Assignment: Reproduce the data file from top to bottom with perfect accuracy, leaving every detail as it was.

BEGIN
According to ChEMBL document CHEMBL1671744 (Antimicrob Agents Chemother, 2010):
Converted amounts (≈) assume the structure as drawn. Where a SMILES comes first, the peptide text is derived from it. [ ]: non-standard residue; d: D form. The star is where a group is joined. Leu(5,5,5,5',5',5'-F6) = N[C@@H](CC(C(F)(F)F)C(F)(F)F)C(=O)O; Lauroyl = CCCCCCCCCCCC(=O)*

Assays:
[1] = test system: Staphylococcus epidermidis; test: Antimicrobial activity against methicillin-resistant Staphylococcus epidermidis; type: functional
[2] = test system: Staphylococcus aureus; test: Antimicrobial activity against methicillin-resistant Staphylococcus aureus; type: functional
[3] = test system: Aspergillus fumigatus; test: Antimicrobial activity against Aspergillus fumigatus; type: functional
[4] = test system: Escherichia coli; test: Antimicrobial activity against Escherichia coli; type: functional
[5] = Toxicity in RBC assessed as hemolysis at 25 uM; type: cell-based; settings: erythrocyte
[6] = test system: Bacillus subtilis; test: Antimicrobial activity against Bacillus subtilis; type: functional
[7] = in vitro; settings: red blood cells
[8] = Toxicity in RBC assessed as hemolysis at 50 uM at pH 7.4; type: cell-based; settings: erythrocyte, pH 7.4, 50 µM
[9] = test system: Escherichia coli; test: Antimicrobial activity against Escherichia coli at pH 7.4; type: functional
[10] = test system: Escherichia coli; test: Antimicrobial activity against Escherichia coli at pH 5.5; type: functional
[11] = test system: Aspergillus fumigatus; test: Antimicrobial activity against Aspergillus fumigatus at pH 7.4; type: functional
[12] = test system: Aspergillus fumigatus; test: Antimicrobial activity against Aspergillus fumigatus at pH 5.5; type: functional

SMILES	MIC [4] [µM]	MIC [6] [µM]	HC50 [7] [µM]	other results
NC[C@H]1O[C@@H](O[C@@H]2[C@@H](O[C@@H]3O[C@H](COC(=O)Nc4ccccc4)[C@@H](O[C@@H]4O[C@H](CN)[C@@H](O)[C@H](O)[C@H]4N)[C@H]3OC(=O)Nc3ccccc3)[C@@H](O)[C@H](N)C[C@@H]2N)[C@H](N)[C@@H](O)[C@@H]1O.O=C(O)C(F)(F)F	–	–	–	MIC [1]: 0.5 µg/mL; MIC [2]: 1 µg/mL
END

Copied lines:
According to ChEMBL document CHEMBL1671744 (Antimicrob Agents Chemother, 2010):
Converted amounts (≈) assume the structure as drawn. Where a SMILES comes first, the peptide text is derived from it. [ ]: non-standard residue; d: D form. The star is where a group is joined. Leu(5,5,5,5',5',5'-F6) = N[C@@H](CC(C(F)(F)F)C(F)(F)F)C(=O)O; Lauroyl = CCCCCCCCCCCC(=O)*

Assays:
[1] = test system: Staphylococcus epidermidis; test: Antimicrobial activity against methicillin-resistant Staphylococcus epidermidis; type: functional
[2] = test system: Staphylococcus aureus; test: Antimicrobial activity against methicillin-resistant Staphylococcus aureus; type: functional
[3] = test system: Aspergillus fumigatus; test: Antimicrobial activity against Aspergillus fumigatus; type: functional
[4] = test system: Escherichia coli; test: Antimicrobial activity against Escherichia coli; type: functional
[5] = Toxicity in RBC assessed as hemolysis at 25 uM; type: cell-based; settings: erythrocyte
[6] = test system: Bacillus subtilis; test: Antimicrobial activity against Bacillus subtilis; type: functional
[7] = in vitro; settings: red blood cells
[8] = Toxicity in RBC assessed as hemolysis at 50 uM at pH 7.4; type: cell-based; settings: erythrocyte, pH 7.4, 50 µM
[9] = test system: Escherichia coli; test: Antimicrobial activity against Escherichia coli at pH 7.4; type: functional
[10] = test system: Escherichia coli; test: Antimicrobial activity against Escherichia coli at pH 5.5; type: functional
[11] = test system: Aspergillus fumigatus; test: Antimicrobial activity against Aspergillus fumigatus at pH 7.4; type: functional
[12] = test system: Aspergillus fumigatus; test: Antimicrobial activity against Aspergillus fumigatus at pH 5.5; type: functional

SMILES	MIC [4] [µM]	MIC [6] [µM]	HC50 [7] [µM]	other results
NC[C@H]1O[C@@H](O[C@@H]2[C@@H](O[C@@H]3O[C@H](COC(=O)Nc4ccccc4)[C@@H](O[C@@H]4O[C@H](CN)[C@@H](O)[C@H](O)[C@H]4N)[C@H]3OC(=O)Nc3ccccc3)[C@@H](O)[C@H](N)C[C@@H]2N)[C@H](N)[C@@H](O)[C@@H]1O.O=C(O)C(F)(F)F	–	–	–	MIC [1]: 0.5 µg/mL; MIC [2]: 1 µg/mL